But when you cast people utterly as victims, you destroy their sense of self-determination. You make them passive, you make them waiters instead of actors. And you become the problem. If you keep asking white people to view blacks as helpless victims, what filters through their consciousness often comes out the other end as “nigger.” Roger Wilkins is exploiting poor blacks to become their middleman representative with the larger society. He is ripping away the dignity of his own people, and then being angry when people don’t see that dignity. To the readers of Mother Jones, I would say that Roger Wilkins is also your problem. He is trying to involve you in a symbiosis of black anger and white guilt. He is trying, in a sense, to extort your money and support. And you are happy to have him do it, because he grants you your innocence. You can say I’m not racist, I’m good, I care about blacks. This white guilt is the newest form of black oppression: denying blacks their full humanity, saying, yes, blacks are inferior because of racism.
But most white Americans – if they are honest with themselves – read an article like that and are repulsed. They are tired of being shamed into making changes in America. All it can do is make whites feel more impotent.
This has been the Achilles’ heel of the progressive movement. Progressives – and I think of myself as one – have got to find a way to separate themselves from the ideology of victimization. It is not unprogressive to admit that blacks have an enormous responsibility for themselves, that their fate is in their own hands. But we’re not doing that because we are locked in this silly, unending struggle with guilt and innocence.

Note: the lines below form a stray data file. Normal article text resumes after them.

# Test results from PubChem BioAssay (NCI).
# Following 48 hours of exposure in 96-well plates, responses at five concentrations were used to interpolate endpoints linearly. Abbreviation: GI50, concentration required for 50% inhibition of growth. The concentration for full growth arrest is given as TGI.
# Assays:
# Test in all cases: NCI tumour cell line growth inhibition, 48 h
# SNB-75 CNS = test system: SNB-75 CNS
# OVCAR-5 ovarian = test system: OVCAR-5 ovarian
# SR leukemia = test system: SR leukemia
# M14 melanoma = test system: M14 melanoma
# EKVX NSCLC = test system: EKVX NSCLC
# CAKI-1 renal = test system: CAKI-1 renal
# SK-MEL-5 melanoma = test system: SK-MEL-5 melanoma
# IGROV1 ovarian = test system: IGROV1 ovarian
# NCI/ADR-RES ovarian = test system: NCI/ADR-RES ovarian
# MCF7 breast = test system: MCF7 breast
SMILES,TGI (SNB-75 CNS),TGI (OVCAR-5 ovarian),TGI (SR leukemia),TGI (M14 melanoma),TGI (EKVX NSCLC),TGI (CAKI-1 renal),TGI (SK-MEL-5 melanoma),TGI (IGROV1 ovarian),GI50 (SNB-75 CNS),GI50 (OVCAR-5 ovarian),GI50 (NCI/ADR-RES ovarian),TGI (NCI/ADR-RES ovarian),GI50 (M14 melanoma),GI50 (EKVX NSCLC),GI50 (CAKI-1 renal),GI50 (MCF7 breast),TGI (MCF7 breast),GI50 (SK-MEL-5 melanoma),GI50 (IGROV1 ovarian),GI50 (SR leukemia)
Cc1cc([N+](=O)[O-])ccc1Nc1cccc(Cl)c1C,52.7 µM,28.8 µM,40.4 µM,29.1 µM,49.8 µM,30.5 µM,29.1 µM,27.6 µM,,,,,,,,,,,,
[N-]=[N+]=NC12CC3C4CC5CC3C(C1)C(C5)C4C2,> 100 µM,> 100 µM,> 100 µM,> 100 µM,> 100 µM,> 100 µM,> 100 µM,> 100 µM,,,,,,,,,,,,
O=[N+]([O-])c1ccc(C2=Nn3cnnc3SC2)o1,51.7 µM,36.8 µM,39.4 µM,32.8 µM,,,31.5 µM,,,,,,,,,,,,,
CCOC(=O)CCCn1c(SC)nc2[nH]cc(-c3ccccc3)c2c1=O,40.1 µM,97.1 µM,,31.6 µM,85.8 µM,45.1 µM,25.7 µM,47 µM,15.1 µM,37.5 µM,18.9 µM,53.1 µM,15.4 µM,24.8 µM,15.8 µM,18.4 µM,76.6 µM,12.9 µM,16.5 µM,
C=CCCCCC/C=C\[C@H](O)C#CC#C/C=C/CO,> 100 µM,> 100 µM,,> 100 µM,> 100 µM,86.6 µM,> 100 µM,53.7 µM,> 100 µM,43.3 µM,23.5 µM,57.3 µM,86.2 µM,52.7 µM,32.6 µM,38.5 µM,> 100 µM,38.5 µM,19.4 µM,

I certainly agree with Roger Wilkins that there is more that society can do and ought to do for poor blacks. We need to devise structures that can enable people to leave areas like South Central Los Angeles and the South Side of Chicago and help them become better educated. But we also need to communicate much more directly to those people the urgency, the absolute urgency, of individual responsibility.
Let’s tell the whole truth. Until all progressives and the black leadership do so, we will have no credibility.
Shelby Steele is the author of The Content of Our Character and a professor of English ad San Jose State University, California. His comments were given in an interview with Tom Schmitz.
Roger Wilkins replies: Let me see if I understand correctly Professor Steele’s prescriptions for the homeless woman I encountered. He says I should have given her lessons from my own life about how to get into the middle class and that he, himself, would have advised her to move to the suburbs and embark on a self-improvement program.
If you combine his two proposals, you would have a conversation that goes roughly like this:
“Young lady, get lucky. Reverse time and trade in your teenage parents for something better. If you’re as lucky as I was, you’ll pick out two college-educated, middle-class parents, and then you’ll be given an education so that opportunities will abound and hard work will really pay off. You’ll also pick a life period for yourself when the economy is expanding and not contracting, and a time in which your young adulthood occurs amid increasing, rather than diminishing, racial understanding.